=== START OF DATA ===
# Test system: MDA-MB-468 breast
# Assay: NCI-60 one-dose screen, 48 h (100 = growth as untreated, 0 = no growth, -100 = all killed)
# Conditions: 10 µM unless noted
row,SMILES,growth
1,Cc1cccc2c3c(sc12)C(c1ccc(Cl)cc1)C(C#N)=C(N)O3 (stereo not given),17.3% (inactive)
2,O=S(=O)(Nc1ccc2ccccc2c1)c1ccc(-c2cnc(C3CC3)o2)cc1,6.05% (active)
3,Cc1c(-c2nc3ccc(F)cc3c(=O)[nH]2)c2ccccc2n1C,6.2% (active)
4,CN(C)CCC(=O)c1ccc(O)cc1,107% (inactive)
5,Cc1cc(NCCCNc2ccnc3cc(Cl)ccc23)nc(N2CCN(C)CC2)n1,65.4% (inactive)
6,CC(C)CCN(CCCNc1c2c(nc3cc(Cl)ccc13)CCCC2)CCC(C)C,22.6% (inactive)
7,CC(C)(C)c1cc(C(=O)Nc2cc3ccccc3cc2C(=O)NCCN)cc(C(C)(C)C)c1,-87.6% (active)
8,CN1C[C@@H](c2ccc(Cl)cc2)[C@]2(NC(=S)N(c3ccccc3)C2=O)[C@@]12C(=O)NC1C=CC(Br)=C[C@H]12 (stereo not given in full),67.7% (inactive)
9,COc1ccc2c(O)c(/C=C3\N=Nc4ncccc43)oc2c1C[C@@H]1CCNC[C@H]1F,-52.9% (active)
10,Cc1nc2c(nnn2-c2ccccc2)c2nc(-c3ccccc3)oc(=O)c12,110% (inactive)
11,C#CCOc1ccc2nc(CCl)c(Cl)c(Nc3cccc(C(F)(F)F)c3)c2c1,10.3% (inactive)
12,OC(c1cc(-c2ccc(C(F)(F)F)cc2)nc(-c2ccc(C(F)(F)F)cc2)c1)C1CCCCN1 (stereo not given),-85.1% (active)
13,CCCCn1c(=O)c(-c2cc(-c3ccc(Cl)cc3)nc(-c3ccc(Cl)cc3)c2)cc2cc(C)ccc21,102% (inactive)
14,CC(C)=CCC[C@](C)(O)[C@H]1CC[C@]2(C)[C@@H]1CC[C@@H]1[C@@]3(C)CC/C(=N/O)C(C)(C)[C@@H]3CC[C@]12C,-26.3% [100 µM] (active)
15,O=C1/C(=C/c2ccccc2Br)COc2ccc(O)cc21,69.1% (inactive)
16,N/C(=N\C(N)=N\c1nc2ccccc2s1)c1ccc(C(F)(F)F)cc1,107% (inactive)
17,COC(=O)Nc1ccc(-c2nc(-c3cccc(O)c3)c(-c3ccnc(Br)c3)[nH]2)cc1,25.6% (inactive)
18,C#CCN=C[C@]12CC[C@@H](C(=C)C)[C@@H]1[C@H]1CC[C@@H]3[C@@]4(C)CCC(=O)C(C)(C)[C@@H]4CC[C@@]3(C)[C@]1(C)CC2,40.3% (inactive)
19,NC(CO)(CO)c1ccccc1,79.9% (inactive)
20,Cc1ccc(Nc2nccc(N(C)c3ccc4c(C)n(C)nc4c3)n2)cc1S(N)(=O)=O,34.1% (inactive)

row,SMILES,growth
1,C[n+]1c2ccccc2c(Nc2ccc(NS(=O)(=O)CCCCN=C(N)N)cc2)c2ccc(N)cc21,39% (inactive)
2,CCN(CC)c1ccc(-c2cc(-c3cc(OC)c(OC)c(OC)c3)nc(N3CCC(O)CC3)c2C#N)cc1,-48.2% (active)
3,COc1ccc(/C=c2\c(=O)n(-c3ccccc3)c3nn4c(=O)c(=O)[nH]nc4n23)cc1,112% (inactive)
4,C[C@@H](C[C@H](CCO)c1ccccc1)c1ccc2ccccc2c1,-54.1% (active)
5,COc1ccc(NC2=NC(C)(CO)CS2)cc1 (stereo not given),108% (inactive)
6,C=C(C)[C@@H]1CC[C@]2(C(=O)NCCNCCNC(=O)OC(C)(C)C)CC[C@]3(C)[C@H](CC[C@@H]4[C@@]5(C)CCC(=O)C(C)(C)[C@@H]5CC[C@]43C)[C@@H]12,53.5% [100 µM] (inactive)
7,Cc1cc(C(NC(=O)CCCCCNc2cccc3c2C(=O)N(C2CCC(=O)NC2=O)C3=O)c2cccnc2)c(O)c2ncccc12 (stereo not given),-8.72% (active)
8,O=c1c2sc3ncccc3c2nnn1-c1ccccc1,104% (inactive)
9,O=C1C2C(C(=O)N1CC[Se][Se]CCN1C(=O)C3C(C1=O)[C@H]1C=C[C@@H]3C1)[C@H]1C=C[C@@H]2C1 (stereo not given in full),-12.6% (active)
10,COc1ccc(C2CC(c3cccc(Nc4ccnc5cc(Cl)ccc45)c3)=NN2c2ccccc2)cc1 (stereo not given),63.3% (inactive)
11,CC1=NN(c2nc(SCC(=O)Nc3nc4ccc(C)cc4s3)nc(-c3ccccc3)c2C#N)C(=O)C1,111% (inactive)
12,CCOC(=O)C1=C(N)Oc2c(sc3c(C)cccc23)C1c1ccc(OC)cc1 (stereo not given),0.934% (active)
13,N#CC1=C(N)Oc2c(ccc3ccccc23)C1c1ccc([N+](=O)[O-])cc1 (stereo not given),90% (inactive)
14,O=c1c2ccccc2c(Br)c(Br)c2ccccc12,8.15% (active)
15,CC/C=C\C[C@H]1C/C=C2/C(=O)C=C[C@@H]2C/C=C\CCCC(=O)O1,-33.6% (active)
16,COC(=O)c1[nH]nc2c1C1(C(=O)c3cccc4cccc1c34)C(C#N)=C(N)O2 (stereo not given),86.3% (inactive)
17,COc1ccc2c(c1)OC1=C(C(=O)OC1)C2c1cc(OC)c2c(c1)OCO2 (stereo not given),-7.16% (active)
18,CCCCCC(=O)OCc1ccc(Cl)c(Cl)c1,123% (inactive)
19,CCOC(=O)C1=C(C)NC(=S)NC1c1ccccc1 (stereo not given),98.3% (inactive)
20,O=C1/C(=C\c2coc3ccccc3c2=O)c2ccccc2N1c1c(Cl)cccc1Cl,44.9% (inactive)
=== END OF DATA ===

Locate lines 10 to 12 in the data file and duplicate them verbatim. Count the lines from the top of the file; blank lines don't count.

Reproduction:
6,CC(C)CCN(CCCNc1c2c(nc3cc(Cl)ccc13)CCCC2)CCC(C)C,22.6% (inactive)
7,CC(C)(C)c1cc(C(=O)Nc2cc3ccccc3cc2C(=O)NCCN)cc(C(C)(C)C)c1,-87.6% (active)
8,CN1C[C@@H](c2ccc(Cl)cc2)[C@]2(NC(=S)N(c3ccccc3)C2=O)[C@@]12C(=O)NC1C=CC(Br)=C[C@H]12 (stereo not given in full),67.7% (inactive)